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Breath-Hold Diving: Respiratory Function on the Longer Term

WALTERSPACHER, STEPHAN1; SCHOLZ, TOBIAS1; TETZLAFF, KAY2; SORICHTER, STEPHAN1

Medicine & Science in Sports & Exercise: July 2011 - Volume 43 - Issue 7 - p 1214-1219
doi: 10.1249/MSS.0b013e31820a4e0c
Basic Sciences

Purpose: Extensive breath-hold (BH) diving imposes high pulmonary stress by performing voluntary lung hyperinflation maneuvers (glossopharyngeal insufflation, GI), hyperinflating the lung up to 50% of total lung capacity. Breath-hold durations of up to 10 min without oxygen support may also presume cerebral alterations of respiratory drive. Little is known about the long-term effects of GI onto the pulmonary parenchyma and respiratory adaptation processes in this popular extreme sport.

Methods: Lung function assessments and subsequent measures of pulmonary static compliance were obtained for 5 min after GI in 12 elite competitive breath-hold divers (BHD) with a mean apnea diving performance of 6.6 yr. Three-year follow-up measurements were performed in 4 BHD. Respiratory drive was assessed in steady-state measurements for 6% and 9% CO2 in ambient air.

Results: Short-term pulmonary stress effects for static compliance during GI (13.75 L·kPa−1) could be confirmed in these 12 divers without exhibiting permanent changes to the lungs' distensibility (7.41 L·kPa−1) or lung function parameters as confirmed by the follow-up measurements and for 4 BHD after 3 yr (P > 0.05). Respiratory drive was significantly reduced in these BHD revealing a characteristic breathing pattern with a significant increase in V˙E and mouth occlusion pressure (P 0.1) bet ween free breathing and 6% CO2, as well as between 6% CO2 and 9% CO2 (all P < 0.001).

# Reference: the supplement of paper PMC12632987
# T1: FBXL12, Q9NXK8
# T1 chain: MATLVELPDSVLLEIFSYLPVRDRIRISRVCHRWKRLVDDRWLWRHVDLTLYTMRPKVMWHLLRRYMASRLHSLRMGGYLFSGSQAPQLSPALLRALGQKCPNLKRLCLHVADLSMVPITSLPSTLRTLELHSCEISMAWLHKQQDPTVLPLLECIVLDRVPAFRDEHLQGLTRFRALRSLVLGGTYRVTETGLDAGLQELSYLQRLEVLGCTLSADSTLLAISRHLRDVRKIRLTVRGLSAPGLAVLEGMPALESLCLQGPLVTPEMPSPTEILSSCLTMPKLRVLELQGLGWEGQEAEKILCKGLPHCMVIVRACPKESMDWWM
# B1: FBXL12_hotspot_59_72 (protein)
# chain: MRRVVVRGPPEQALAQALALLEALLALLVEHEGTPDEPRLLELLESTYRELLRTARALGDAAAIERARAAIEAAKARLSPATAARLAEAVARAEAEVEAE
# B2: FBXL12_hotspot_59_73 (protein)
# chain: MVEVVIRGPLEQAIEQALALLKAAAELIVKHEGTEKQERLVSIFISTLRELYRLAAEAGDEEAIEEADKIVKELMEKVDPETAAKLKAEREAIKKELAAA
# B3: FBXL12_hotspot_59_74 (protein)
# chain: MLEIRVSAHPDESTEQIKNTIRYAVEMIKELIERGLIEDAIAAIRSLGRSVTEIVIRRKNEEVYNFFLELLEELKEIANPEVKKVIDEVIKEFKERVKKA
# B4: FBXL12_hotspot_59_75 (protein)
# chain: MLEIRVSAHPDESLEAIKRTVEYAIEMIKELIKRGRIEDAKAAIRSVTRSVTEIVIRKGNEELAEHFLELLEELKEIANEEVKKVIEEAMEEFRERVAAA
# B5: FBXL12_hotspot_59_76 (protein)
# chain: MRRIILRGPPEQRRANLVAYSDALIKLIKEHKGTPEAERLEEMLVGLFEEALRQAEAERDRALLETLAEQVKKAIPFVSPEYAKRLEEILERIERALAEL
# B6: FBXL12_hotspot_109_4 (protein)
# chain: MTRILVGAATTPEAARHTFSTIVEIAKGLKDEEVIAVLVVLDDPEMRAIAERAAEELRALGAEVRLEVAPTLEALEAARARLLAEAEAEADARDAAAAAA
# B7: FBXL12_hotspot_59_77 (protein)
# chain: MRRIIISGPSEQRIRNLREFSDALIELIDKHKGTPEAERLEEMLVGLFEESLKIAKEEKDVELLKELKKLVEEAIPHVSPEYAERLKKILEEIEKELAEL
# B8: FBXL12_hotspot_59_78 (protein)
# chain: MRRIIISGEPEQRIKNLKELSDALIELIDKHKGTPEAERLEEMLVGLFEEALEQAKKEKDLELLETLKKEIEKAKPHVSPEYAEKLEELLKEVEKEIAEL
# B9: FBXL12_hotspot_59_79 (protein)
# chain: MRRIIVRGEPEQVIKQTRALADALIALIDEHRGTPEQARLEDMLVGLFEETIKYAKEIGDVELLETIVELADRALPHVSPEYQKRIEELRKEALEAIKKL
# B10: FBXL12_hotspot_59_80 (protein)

Conclusion: BH diving with performance of GI does not permanently alter pulmonary distensibility or impair ventilatory flows and volumes. A blunted response to elevated CO2 concentrations could be demonstrated, which was supportive of the hypothesis that CO2 tolerance is a training effect due to BH diving rather than being an inherited phenomenon.

1Department of Pneumology, University Hospital Freiburg, Freiburg, GERMANY; and 2Department of Sports Medicine, University of Tübingen, Tübingen, GERMANY

Address for correspondence: Stephan Walterspacher, M.D., Department of Pneumology, University Hospital Freiburg, Killianstr. 5, 79106 Freiburg, Germany; E-mail: stephan.walterspacher@uniklinik-freiburg.de.

Submitted for publication August 2010.

Accepted for publication December 2010.

© 2011 American College of Sports Medicine